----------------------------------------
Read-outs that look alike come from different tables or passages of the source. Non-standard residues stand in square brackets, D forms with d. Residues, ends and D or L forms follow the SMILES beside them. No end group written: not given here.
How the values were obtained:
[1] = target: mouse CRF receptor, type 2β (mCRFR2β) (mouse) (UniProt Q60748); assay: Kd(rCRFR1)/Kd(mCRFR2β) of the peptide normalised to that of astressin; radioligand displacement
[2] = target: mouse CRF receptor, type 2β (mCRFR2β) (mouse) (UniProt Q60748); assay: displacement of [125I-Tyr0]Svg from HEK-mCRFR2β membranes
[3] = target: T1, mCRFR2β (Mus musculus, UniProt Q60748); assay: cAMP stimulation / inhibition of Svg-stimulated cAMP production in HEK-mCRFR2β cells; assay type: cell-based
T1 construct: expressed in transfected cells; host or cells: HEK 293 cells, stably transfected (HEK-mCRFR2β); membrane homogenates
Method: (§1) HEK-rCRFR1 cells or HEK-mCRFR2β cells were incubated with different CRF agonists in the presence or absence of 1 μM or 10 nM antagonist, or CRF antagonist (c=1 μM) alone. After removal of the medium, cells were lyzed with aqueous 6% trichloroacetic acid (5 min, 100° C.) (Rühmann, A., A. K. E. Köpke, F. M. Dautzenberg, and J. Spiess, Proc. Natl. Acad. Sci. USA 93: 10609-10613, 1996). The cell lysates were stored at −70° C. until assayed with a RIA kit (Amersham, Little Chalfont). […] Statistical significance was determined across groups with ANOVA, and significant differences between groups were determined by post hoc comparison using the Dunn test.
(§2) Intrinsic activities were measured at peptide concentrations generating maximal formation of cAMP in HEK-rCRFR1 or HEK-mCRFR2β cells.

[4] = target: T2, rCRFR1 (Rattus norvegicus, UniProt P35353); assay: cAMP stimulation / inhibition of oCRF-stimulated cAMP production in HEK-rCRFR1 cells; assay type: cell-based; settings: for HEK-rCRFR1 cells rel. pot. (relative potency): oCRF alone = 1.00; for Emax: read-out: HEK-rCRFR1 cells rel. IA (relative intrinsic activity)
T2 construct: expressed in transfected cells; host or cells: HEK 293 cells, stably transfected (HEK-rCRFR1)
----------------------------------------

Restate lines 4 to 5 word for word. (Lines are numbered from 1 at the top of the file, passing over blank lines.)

[2] = target: mouse CRF receptor, type 2β (mCRFR2β) (mouse) (UniProt Q60748); assay: displacement of [125I-Tyr0]Svg from HEK-mCRFR2β membranes
[3] = target: T1, mCRFR2β (Mus musculus, UniProt Q60748); assay: cAMP stimulation / inhibition of Svg-stimulated cAMP production in HEK-mCRFR2β cells; assay type: cell-based